Cheatsheet (US), May 1, 2019

Keanu Reeves Is Back in the Spotlight but Don't Call It a Comeback

by Eric Robinette

Sure, Keanu Reeves conjures up all kinds of cool now. For awhile, though, it was practically impossible to think of him and not say the word “dude.” And that wasn’t necessarily a good thing. “Dude” is fine, required even  – when it’s Bill and Ted. It’s another when dude is mentioned in the same breath as Shakespeare.

However, Reeves is nothing if not tenacious. Every time his career has hit a lull, he has always recovered well. Here’s how Keanu got his mojo back again, as he prepares to spend this summer not only reprising John Wick but working alongside Woody and Buzz.

From ‘River’s Edge’ to an ‘Excellent Adventure’

Reeves’ career began in the early 1980s with minor parts like “thug number one” and “stereo teen number one.” The movie that kicked his career into gear was 1986’s  The River’s Edge, where a teen commits a crime – and his friends’ reactions range from nonchalant to sociopathic. He soon after appeared in the acclaimed period piece Dangerous Liaisons alongside Glenn Close, Michelle Pfeiffer and John Malkovich.

He immediately followed up Liaisons with a movie that could not be more different: Bill and Ted’s Excellent Adventure, which got the “dude” train rolling. And very soon after that was a role in Ron Howard’s Parenthood. It may seem like a strange thing to say now, but that was showing some range.

From Dracula to Neo

It wasn’t long before Reeves hit a wall. In 1991, He starred in Bram Stoker’s Dracula, directed by Francis Ford Coppola, but many criticized his performance as Ted in a corset. Soon after was the Shakespeare adaptation by Kenneth Branagh, Much Ado About Nothing, where his performance seemed to consist mostly of glowering sternly at the camera. Maybe there wasn’t much more to him than Ted after all.

Then the wall Reeves hit came tumbling down when a bus going not less than 50 miles an hour crashed through it. Speed, with Reeves as a cop on a bus rigged to explode if it slows below 50 miles per hour, was a sensation. The actor’s supposed one-dimensionality worked to his advantage in the movie. Who better than Reeves to have Dennis Hopper to snarl at, telling him, “Do not attempt to grow a brain.”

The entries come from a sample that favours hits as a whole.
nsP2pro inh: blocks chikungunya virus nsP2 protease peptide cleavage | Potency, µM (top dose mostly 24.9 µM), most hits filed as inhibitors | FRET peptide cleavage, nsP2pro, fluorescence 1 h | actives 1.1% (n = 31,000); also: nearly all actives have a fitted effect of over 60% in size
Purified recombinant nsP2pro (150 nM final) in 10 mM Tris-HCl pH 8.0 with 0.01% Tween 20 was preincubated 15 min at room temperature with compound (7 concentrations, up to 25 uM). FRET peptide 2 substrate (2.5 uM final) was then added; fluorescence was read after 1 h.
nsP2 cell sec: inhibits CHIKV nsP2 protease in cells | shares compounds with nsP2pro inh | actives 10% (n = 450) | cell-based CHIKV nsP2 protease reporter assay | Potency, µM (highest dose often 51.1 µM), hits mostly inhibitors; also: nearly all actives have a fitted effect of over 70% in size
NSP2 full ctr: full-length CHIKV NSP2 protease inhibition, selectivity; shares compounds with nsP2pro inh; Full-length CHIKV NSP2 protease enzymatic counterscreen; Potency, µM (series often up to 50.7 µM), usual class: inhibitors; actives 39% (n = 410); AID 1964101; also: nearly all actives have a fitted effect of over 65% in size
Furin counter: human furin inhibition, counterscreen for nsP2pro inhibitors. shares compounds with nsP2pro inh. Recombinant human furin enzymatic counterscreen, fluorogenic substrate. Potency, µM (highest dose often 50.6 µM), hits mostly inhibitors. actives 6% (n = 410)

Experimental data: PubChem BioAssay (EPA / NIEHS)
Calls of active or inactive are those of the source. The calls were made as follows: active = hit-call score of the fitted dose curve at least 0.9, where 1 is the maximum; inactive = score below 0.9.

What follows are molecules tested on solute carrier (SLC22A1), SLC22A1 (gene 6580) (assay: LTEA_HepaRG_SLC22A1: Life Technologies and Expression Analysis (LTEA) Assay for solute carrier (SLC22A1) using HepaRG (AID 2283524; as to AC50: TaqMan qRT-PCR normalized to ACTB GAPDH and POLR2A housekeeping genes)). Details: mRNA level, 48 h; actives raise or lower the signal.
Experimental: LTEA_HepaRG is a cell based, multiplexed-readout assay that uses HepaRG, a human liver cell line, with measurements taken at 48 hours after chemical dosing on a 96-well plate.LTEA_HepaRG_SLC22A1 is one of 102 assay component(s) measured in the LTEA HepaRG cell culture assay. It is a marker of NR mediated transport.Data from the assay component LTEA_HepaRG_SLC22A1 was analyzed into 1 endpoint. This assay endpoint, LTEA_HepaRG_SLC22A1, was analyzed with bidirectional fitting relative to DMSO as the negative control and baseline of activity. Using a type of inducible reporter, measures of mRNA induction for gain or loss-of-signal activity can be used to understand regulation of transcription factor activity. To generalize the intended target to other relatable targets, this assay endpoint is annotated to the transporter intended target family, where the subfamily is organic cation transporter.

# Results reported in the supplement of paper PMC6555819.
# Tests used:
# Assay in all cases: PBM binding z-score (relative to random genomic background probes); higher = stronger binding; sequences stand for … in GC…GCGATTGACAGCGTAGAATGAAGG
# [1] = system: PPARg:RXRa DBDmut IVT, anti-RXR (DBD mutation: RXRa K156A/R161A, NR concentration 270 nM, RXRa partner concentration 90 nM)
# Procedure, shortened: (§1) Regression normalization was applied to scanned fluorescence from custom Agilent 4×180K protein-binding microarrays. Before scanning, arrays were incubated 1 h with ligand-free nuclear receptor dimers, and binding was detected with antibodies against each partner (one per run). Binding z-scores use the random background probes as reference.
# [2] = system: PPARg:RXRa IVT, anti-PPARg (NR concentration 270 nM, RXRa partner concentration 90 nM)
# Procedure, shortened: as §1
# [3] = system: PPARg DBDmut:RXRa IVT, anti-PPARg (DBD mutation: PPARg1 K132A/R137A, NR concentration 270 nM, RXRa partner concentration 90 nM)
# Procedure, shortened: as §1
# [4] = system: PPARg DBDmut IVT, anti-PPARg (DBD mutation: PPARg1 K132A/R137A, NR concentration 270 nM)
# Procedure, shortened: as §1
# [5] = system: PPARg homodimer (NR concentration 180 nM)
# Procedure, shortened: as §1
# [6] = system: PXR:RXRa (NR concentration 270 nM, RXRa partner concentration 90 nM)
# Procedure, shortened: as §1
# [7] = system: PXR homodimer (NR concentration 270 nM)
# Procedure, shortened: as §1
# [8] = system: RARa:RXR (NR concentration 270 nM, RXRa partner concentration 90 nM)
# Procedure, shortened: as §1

In a recent interview with GQ, Reeves’ intelligence was a point of discussion:

Was it strange to see that Ted persona come back at you in the mirror of the press?

“No. I think they still use, like, ‘Keanu’s Excellent Adventure.’ Or ‘dude.’ That’s still around.”

Are you kind of at peace with that now? Is that okay?

“Yeah. I mean—for me, it’s like—that’s easy. But, um, yeah.”

Was there ever any comfort in having your intelligence underestimated in that way? Did it feel like you could then surprise people?

Reeves smiles, coy as the Mona Lisa. “I don’t know how much intelligence I have.”

Still, Reeves refused to be sold short. Even in this “difficult” period, he was still working with name directors like Bernardo Bertolucci (Little Buddha) and The Devil’s Advocate (Taylor Hackford). And he turned out to be smart to turn down a role in Speed 2, which bombed. Then The Matrix came along in 1999, and Reeves exploded. “Dude” was still there, but it was cool again. That people made a ton of people say “whoa” unironically.

The back-to-back Matrix sequels were less well regarded, but they were still hugely popular. Like every other actor, Reeves had his ups and downs. The downs came back with a misbegotten remake of The Day the Earth Stood Still and the expensive flop 47 Ronin.

Enter John Wick

After the Matrix movies, it seemed unlikely that Reeves would anchor another franchise. At first glance, John Wick seemed like it might be just another revenge thriller, but it became a hit, praised for action that relied more on good old-fashioned stunt work than new-fashioned CGI. Now, the third film in the series is due out May 16. Reeves said John Wick will keep going “as far as my legs can take me (and) as far as the audience wants to go.”

And that’s not all Reeves is doing. He’ll also appear in Toy Story 4 in June, spoofing his image as an action hero playing the action figure Duke Caboom.

Reeves has sometimes been down, but he’s never truly been out. Among other things, he’s known as one of the nicest guys in Hollywood. And this nice guy definitely isn’t finishing last.




Tagged:

John Wick, 47 Ronin, The Day the Earth Stood Still, The Devil's Advocate, Speed, Little Buddha, Bram Stoker's Dracula, Bill & Ted's Excellent Adventure, Dangerous Liaisons, River's Edge, Speed 2, Toy Story 4




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